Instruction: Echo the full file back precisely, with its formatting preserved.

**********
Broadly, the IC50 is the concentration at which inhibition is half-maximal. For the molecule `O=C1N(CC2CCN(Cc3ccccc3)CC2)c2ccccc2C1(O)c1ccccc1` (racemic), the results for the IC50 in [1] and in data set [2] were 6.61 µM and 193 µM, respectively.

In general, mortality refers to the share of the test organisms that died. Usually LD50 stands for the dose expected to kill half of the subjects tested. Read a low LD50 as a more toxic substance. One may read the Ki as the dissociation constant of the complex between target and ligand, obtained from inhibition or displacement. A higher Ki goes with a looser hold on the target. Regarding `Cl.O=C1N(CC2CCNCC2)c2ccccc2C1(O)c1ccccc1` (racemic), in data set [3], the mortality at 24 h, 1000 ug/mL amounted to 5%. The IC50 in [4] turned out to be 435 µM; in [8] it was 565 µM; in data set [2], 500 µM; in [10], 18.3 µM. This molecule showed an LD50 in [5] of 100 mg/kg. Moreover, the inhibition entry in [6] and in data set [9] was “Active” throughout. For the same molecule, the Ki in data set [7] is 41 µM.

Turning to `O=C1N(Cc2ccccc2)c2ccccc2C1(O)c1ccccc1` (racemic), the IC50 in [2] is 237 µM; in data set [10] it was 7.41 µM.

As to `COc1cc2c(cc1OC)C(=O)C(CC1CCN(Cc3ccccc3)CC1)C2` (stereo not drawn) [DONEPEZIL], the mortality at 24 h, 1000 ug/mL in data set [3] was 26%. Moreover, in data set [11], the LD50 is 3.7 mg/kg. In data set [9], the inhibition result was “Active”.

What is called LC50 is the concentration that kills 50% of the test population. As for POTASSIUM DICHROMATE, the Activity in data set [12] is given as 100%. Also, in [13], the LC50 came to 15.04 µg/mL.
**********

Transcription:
Broadly, the IC50 is the concentration at which inhibition is half-maximal. For the molecule `O=C1N(CC2CCN(Cc3ccccc3)CC2)c2ccccc2C1(O)c1ccccc1` (racemic), the results for the IC50 in [1] and in data set [2] were 6.61 µM and 193 µM, respectively.

In general, mortality refers to the share of the test organisms that died. Usually LD50 stands for the dose expected to kill half of the subjects tested. Read a low LD50 as a more toxic substance. One may read the Ki as the dissociation constant of the complex between target and ligand, obtained from inhibition or displacement. A higher Ki goes with a looser hold on the target. Regarding `Cl.O=C1N(CC2CCNCC2)c2ccccc2C1(O)c1ccccc1` (racemic), in data set [3], the mortality at 24 h, 1000 ug/mL amounted to 5%. The IC50 in [4] turned out to be 435 µM; in [8] it was 565 µM; in data set [2], 500 µM; in [10], 18.3 µM. This molecule showed an LD50 in [5] of 100 mg/kg. Moreover, the inhibition entry in [6] and in data set [9] was “Active” throughout. For the same molecule, the Ki in data set [7] is 41 µM.

Turning to `O=C1N(Cc2ccccc2)c2ccccc2C1(O)c1ccccc1` (racemic), the IC50 in [2] is 237 µM; in data set [10] it was 7.41 µM.

As to `COc1cc2c(cc1OC)C(=O)C(CC1CCN(Cc3ccccc3)CC1)C2` (stereo not drawn) [DONEPEZIL], the mortality at 24 h, 1000 ug/mL in data set [3] was 26%. Moreover, in data set [11], the LD50 is 3.7 mg/kg. In data set [9], the inhibition result was “Active”.

What is called LC50 is the concentration that kills 50% of the test population. As for POTASSIUM DICHROMATE, the Activity in data set [12] is given as 100%. Also, in [13], the LC50 came to 15.04 µg/mL.